For total immersion, junior teams needed to try out all aspects of esports athletes’ lives, including full media days. For tier-one players, it’s essential to know how to behave correctly in public, on stage, and to communicate with the press and the management of the tournament organizer. Like in life, where everything mainly depends on the balance of hard and soft skills, in esports, a player needs to be unique and irreplaceable to enter the main scene one day.

In this regard, just making a good online tournament for academies is not enough. The WePlay Academy League also has a big task to create a diverse environment for players to perform in. LAN playoffs, press interviews, creating side content for broadcasts, improving broadcast quality, and expanding their geography—all of this takes a lot of effort from the organizing team.

How WePlay Academy League Season Six finished

WePlay Academy League Season Five just ended in August, but Season Six began a few months later, on Oct. 12, with 14 organizations on board:

  • BIG. OMEN Academy
  • FURIA Academy
  • Spirit Academy
  • YN.GamerPay
  • Flames Ascent
  • NAVI Junior
  • Astralis Talent
  • fnatic Rising
  • ENCE Academy
  • OG Academy
  • 00Prospects
  • Apeks Rebels
  • MIBR Academy

The season started with the Group Stage, where the teams (divided into two groups) played in a double round-robin best-of-one format. The strongest two teams from each group, Spirit Academy and NAVI Junior, have already secured their places in the Playoffs Stage.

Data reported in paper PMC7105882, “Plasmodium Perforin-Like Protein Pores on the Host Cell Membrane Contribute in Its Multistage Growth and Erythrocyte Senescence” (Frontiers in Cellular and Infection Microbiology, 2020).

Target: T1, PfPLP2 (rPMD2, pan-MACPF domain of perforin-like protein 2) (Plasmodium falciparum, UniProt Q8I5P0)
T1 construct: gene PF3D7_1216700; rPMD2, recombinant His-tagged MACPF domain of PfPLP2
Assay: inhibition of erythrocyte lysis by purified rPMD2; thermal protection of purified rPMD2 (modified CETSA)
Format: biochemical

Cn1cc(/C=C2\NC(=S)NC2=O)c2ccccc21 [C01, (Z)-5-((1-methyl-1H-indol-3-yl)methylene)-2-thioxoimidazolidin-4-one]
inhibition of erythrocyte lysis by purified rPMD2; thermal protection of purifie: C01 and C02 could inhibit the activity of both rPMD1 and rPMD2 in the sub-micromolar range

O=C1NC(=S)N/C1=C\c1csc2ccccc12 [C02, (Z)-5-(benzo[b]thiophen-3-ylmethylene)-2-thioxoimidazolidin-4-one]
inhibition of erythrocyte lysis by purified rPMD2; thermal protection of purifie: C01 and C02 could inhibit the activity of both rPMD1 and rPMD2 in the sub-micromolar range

The lowest-ranking teams were eliminated from the competition, while six others–00Prospects, MOUZ NXT, fnatic Rising, Astralis Talent, OG Academy, and YN.GamerPay–kept fighting for the last two slots in the Playoffs. After tough competition, teams MOUZ NXT and YN.GamerPay was qualified for the Playoffs. 

The Playoff Stage became a surprise for many Academy League talents. YN.GamerPay, for the first time, got the Champion title, beating Spirit Academy 2-1 (7-16 Dust2, 16-11 Vertigo, 16-8 Nuke). NAVI Junior got 3rd place, while MOUZ NXT took fourth place.

Eager viewers can watch the recording of the official English-language broadcast of the WePlay Academy League Season 6 on Twitch.

What about the first Academy results?

The original plan was to create an ecosystem where players would polish their skills and become “fresh blood” for the main stage. Talking about team rosters, we see many new faces because the best of the best has already secured their places on the main rosters.

For example, MOUZ NXT, the academy team of organization MOUZ, has already transferred two junior players to the senior squad and signed up new players for its academy. Young and ambitious members have already seized an opportunity to show themselves on the stage of Intel Extreme Masters XVI—Katowice and other tier-one events.

With each new season, the value of each CS:GO player grows.

Esports orgs have the opportunity to look not only at the match results but also to observe how the player interacts with the team, controls their emotions, prepares for matches, and analyzes their Counter-Strike opponent’s behavior.